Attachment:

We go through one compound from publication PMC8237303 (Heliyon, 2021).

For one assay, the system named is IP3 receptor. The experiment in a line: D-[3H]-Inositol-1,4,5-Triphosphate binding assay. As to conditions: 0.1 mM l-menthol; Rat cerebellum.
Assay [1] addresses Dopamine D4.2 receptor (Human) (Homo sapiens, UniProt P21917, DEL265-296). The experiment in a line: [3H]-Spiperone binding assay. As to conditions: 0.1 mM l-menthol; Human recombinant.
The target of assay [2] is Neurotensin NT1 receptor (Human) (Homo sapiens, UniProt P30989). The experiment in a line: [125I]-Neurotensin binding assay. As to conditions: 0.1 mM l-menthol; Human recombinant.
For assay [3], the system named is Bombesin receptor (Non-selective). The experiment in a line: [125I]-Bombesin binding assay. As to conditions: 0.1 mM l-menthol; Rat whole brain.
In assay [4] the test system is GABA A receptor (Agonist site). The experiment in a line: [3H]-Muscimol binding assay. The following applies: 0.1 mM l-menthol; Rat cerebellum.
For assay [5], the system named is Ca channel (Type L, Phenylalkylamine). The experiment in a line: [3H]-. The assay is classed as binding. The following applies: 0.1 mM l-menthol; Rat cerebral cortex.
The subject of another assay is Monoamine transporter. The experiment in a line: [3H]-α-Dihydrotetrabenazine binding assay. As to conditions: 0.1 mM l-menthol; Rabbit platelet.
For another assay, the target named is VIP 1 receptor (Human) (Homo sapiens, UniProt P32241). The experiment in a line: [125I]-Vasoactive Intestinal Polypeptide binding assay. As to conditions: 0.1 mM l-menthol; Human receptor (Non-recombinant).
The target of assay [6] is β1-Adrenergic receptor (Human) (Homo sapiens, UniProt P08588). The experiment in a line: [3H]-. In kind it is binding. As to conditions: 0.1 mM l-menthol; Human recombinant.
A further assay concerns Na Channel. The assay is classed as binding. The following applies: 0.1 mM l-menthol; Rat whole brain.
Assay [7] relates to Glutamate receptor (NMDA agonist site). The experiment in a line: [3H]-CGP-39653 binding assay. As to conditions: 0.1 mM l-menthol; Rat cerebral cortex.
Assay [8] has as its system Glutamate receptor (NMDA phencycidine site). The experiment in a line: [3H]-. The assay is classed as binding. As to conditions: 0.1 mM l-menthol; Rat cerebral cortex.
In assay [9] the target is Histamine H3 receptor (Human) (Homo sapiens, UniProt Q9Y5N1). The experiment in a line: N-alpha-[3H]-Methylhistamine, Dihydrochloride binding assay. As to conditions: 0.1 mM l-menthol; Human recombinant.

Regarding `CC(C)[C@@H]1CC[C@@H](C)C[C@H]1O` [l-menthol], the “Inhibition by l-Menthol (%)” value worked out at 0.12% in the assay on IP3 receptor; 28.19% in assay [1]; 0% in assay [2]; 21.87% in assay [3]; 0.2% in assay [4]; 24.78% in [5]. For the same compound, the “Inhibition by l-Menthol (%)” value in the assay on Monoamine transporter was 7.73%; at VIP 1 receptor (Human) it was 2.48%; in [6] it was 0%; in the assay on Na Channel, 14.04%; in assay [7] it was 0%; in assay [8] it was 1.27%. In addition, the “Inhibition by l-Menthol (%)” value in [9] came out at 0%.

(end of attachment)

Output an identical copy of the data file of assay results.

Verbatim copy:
We go through one compound from publication PMC8237303 (Heliyon, 2021).

For one assay, the system named is IP3 receptor. The experiment in a line: D-[3H]-Inositol-1,4,5-Triphosphate binding assay. As to conditions: 0.1 mM l-menthol; Rat cerebellum.
Assay [1] addresses Dopamine D4.2 receptor (Human) (Homo sapiens, UniProt P21917, DEL265-296). The experiment in a line: [3H]-Spiperone binding assay. As to conditions: 0.1 mM l-menthol; Human recombinant.
The target of assay [2] is Neurotensin NT1 receptor (Human) (Homo sapiens, UniProt P30989). The experiment in a line: [125I]-Neurotensin binding assay. As to conditions: 0.1 mM l-menthol; Human recombinant.
For assay [3], the system named is Bombesin receptor (Non-selective). The experiment in a line: [125I]-Bombesin binding assay. As to conditions: 0.1 mM l-menthol; Rat whole brain.
In assay [4] the test system is GABA A receptor (Agonist site). The experiment in a line: [3H]-Muscimol binding assay. The following applies: 0.1 mM l-menthol; Rat cerebellum.
For assay [5], the system named is Ca channel (Type L, Phenylalkylamine). The experiment in a line: [3H]-. The assay is classed as binding. The following applies: 0.1 mM l-menthol; Rat cerebral cortex.
The subject of another assay is Monoamine transporter. The experiment in a line: [3H]-α-Dihydrotetrabenazine binding assay. As to conditions: 0.1 mM l-menthol; Rabbit platelet.
For another assay, the target named is VIP 1 receptor (Human) (Homo sapiens, UniProt P32241). The experiment in a line: [125I]-Vasoactive Intestinal Polypeptide binding assay. As to conditions: 0.1 mM l-menthol; Human receptor (Non-recombinant).
The target of assay [6] is β1-Adrenergic receptor (Human) (Homo sapiens, UniProt P08588). The experiment in a line: [3H]-. In kind it is binding. As to conditions: 0.1 mM l-menthol; Human recombinant.
A further assay concerns Na Channel. The assay is classed as binding. The following applies: 0.1 mM l-menthol; Rat whole brain.
Assay [7] relates to Glutamate receptor (NMDA agonist site). The experiment in a line: [3H]-CGP-39653 binding assay. As to conditions: 0.1 mM l-menthol; Rat cerebral cortex.
Assay [8] has as its system Glutamate receptor (NMDA phencycidine site). The experiment in a line: [3H]-. The assay is classed as binding. As to conditions: 0.1 mM l-menthol; Rat cerebral cortex.
In assay [9] the target is Histamine H3 receptor (Human) (Homo sapiens, UniProt Q9Y5N1). The experiment in a line: N-alpha-[3H]-Methylhistamine, Dihydrochloride binding assay. As to conditions: 0.1 mM l-menthol; Human recombinant.

Regarding `CC(C)[C@@H]1CC[C@@H](C)C[C@H]1O` [l-menthol], the “Inhibition by l-Menthol (%)” value worked out at 0.12% in the assay on IP3 receptor; 28.19% in assay [1]; 0% in assay [2]; 21.87% in assay [3]; 0.2% in assay [4]; 24.78% in [5]. For the same compound, the “Inhibition by l-Menthol (%)” value in the assay on Monoamine transporter was 7.73%; at VIP 1 receptor (Human) it was 2.48%; in [6] it was 0%; in the assay on Na Channel, 14.04%; in assay [7] it was 0%; in assay [8] it was 1.27%. In addition, the “Inhibition by l-Menthol (%)” value in [9] came out at 0%.